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'No progress' at EU-Cuba meeting

Czech Foreign Minister Jan Kohout, who represented the EU at talks with Cuba
Mr Kohout said the two sides had a "frank" dialogue" in Brussels

The European Union has said it made no headway with Cuba on its human rights record, following talks in Brussels.

The comments were made by Czech Foreign Minister Jan Kohout, who represented the EU at the meeting.

Cuban Foreign Minister Bruno Rodriguez defended Havana's record, saying the common EU position on Cuba - with its focus on human rights - was "obsolete".

The EU lifted sanctions on Cuba in 2008 to encourage democratic reforms, but decided to review the move annually.

"Our views did converge on the issues of climate change and UN reform; they did not in the area of human rights," said Mr Kohout, whose country currently holds the EU presidency.

Cuba's President Raul Castro pictured 13 June
Raul Castro has introduced a series of reforms since taking office in 2008

"We came back to the issue of political prisoners in Cuba and their health, and the answer we got was that in Cuba there are no political prisoners," the Czech minister added.

However, he described the talks as a "frank" dialogue.

In his turn, Mr Rodriguez said that Havana "is ready to normalise relations, to establish a new start in relationships between the European Union and Cuba".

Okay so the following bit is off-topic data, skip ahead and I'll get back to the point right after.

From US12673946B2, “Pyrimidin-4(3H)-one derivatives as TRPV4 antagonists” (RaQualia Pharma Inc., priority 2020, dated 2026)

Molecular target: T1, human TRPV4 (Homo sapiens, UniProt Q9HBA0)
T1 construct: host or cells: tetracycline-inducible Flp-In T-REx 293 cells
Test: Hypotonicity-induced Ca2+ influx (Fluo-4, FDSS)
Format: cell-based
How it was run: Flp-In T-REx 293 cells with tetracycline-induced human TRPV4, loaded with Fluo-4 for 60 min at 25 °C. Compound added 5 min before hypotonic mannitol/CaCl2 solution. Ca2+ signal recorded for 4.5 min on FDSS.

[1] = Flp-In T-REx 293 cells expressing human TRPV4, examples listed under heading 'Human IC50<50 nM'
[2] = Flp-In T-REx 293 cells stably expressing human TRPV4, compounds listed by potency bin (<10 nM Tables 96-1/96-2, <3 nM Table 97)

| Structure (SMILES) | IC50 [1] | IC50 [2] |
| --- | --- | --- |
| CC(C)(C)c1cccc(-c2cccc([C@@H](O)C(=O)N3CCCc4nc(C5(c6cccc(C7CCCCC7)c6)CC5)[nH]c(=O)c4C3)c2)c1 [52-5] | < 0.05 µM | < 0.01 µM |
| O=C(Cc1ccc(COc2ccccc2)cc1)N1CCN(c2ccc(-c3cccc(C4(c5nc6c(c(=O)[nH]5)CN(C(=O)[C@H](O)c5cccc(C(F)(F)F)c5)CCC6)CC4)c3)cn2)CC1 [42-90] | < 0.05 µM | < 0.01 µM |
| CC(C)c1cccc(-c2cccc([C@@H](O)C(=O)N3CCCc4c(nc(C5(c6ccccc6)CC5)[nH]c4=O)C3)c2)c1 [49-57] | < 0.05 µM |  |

The Cuban minister urged the 27-member bloc to do away with its common stance on Cuba, saying it was "an obstacle to the process of normalisation" between the two sides.

Mr Rodriguez also stressed that all prisoners in Cuba were afforded full legal rights and a fair trial.

"These are legal decisions, and not a of a political nature. The Cuban penal system fully complies with all standards and domain."

The EU is currently evaluating whether to maintain the full diplomatic ties it restored with the Caribbean island last year or resume the sanctions, which were imposed in 2003 in protest at Havana's imprisonment of more than 70 dissidents.

The sanctions were formally lifted in June 2008 but are subject to a yearly review.

The US has recently eased restrictions on Cuba, allowing Cuban-Americans to visit relatives in Cuba and send money home more easily.

US President Barack Obama said last month Washington was seeking a "new beginning" with Havana.

However, the US maintains its decades-old economic embargo on Cuba.



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